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The Libertarian Climate Conundrum

Posted on 21 March 2011 by grypo

According the first principle of the Libertarian Party 2010 platform, "No individual, group, or government may initiate force against any other individual, group, or government."  This is extended to personal property in the second principle, "Property rights are entitled to the same protection as all other human rights."  

CATO, a notable Libertarian policy advising body, describes the ice melt and seal level rise problem in Chapter 45 "Global Warming and Climate Change" of the Cato Handbook for Policymakers, 7th Edition (2009), as such:

The 2007 Fourth Assessment Report of the IPCC (which was awarded the 2007 Nobel Peace Prize along with Gore) projects sea-level rise of between 9 and 19 inches in the 21st century, for its ‘‘midrange’’ estimate of carbon dioxide and other greenhouse gas emissions.  

*(grypo's note: These projections are overly conservative, now obsolete, and under scrutiny moving forward to AR5, as RealClimate illustrates)

The chapter goes to make other popular skeptic arguments, detailed here at SkS, such as, It has stopped warming and It's not Bad.  Disregarding whether this may be the case, an adherence to basic Libertarian principles creates an ethical quandary.  And this is the problem that Jonathan Adler, noted Libertarian law professor, tries to balance in his paper, Taking Property Rights Seriously: The Case of Climate Change.  He states:

[I]t is not clear that the proper conservative or libertarian response to the threat of global warming is “do nothing.” To the contrary, this essay suggests, the consistent application of a stated commitment to property rights requires a complete rethinking of the conventional conservative and libertarian approach to climate change.

Later on, he responds to question of small changes in sea level:

[T]hose countries flooded by such an increase in sea level should not be forced to bear such costs if they are the foreseeable consequence of polluting activities by others.

Here is another example taken directly from another CATO publication, "What To Do About Climate Change", by Indur M. Goklany.

Through 2085, human well-being is likely to be highest under the richest-but-warmest (A1FI) scenario and lowest for the poorest (A2) scenario. Matters may be best in the A1FI world for some critical environmental indicators through 2100, but not necessarily for others. Either focused adaptation or broad pursuit of sustainable development would provide far greater benefits than even the deepest mitigation—and at no greater cost than that of the barely effective Kyoto Protocol.

Once again, setting aside that this argument does not assess the full range of possibilities and risk, is this really a libertarian argument?  Or is it a utilitarian one?  Is it consistent with the first two principles described by The Libertarian Party's platform?  Jonathan Adler says:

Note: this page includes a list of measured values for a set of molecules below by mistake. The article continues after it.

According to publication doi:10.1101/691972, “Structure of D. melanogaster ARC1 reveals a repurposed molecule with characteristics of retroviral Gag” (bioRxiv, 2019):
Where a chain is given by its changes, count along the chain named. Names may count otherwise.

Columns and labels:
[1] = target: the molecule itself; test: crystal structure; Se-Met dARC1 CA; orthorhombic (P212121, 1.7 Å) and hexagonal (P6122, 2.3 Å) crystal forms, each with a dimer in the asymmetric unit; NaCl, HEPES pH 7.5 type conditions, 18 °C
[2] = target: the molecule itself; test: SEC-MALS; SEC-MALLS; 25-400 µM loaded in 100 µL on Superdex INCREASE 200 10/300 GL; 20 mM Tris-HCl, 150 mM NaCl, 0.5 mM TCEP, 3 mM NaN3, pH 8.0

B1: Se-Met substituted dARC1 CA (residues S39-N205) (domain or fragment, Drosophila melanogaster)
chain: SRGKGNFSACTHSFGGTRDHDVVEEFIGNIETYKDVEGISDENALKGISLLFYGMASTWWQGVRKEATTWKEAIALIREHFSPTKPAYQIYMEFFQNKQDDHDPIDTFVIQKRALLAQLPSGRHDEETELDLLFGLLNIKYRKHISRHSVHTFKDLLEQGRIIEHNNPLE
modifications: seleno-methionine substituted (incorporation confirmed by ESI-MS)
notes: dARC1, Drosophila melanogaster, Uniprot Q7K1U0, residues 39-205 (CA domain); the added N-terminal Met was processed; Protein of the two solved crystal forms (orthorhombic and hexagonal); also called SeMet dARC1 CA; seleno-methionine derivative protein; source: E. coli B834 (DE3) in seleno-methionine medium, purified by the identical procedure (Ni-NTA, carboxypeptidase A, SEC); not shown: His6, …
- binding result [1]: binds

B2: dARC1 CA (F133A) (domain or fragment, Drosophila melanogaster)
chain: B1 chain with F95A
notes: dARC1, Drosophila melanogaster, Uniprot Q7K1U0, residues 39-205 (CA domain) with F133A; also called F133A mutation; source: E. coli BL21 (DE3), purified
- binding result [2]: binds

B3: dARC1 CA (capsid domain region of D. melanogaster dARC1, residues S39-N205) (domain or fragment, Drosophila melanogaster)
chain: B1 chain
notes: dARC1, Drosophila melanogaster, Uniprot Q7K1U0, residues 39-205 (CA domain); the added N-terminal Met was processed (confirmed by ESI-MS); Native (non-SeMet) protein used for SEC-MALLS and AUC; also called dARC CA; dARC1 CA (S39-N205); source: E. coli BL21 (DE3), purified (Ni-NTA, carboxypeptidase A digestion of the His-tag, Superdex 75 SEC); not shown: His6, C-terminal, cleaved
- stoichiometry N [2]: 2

Such utilitarian analyses may be accurate, but they are not particularly responsive to the property-rights concern that underlies FME [free-market environmentalism]. Whether or not a given climate change policy would maximize net social welfare or have net positive effects on important social trends is less important than safeguarding the system of property rights upon which FME relies.

So how do Libertarians deal with the problem of climate change?  There is the possibility that particular people are ignoring the science, which, if that is the case, the IPCC and SkS are the best places to start reading.  Or there is the CATO approach of denying the existence of the upper bound effects and paying no attention to the possible risks, but even this method of cherry-picking still implies that the use of fossil fuels here will affect other persons and property elsewhere, violating the first two principles of the Libertarian platform. Furthermore, as a recent study says, adding to the already extensive literature, "populations contributing the most to greenhouse gas emissions on a per capita basis are unlikely to experience the worst impacts of climate change, satisfying the conditions for a moral hazard in climate change policies", supplying yet another dimension to the ethical problem.

What does Jonathan Adler suggest the free market environmentalists do to alleviate the issue?  One idea, he borrowed from a noted climate scientist:

A Fee-and-Dividend approach would be more transparent, less vulnerable to special interest pleading, more conducive to investment in technological innovation (because it would avoid the price volatility produced by cap-and-trade), would be easier to implement within existing trade rules (and would not require a new international agreement for this purpose), and — if implemented as Hansen suggests — be less costly to most Americans. (Emphasis mine)

Yes, a Libertarian agrees with James Hansen's free market approach to dealing with climate change.